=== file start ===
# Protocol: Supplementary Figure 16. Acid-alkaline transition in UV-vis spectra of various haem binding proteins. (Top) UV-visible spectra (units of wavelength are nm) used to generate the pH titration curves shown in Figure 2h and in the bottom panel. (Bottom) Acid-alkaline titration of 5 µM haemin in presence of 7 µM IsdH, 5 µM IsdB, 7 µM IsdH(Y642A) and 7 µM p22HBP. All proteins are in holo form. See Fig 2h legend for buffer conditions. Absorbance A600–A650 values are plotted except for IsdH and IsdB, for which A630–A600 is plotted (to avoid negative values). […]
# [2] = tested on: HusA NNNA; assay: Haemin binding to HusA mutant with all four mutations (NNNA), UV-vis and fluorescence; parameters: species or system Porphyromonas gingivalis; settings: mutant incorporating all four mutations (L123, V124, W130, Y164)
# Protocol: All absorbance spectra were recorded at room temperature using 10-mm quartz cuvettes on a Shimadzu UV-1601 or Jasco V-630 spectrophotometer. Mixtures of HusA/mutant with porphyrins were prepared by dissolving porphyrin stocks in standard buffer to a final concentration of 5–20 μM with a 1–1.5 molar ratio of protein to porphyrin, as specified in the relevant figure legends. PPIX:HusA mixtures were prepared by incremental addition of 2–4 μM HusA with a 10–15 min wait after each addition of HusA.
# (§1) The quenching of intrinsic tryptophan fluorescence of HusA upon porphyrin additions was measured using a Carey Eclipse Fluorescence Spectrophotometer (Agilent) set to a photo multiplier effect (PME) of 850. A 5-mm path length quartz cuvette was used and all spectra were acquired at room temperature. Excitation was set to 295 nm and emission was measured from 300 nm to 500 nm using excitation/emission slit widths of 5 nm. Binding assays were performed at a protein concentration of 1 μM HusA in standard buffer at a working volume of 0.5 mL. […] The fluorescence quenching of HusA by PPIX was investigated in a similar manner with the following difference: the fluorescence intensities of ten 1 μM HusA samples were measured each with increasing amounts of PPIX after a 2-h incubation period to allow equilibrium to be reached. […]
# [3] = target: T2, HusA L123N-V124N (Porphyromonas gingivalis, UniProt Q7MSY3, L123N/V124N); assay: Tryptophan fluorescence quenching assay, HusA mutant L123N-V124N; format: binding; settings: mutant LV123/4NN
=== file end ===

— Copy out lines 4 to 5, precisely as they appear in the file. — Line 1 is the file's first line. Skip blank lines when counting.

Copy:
# (§1) The quenching of intrinsic tryptophan fluorescence of HusA upon porphyrin additions was measured using a Carey Eclipse Fluorescence Spectrophotometer (Agilent) set to a photo multiplier effect (PME) of 850. A 5-mm path length quartz cuvette was used and all spectra were acquired at room temperature. Excitation was set to 295 nm and emission was measured from 300 nm to 500 nm using excitation/emission slit widths of 5 nm. Binding assays were performed at a protein concentration of 1 μM HusA in standard buffer at a working volume of 0.5 mL. […] The fluorescence quenching of HusA by PPIX was investigated in a similar manner with the following difference: the fluorescence intensities of ten 1 μM HusA samples were measured each with increasing amounts of PPIX after a 2-h incubation period to allow equilibrium to be reached. […]
# [3] = target: T2, HusA L123N-V124N (Porphyromonas gingivalis, UniProt Q7MSY3, L123N/V124N); assay: Tryptophan fluorescence quenching assay, HusA mutant L123N-V124N; format: binding; settings: mutant LV123/4NN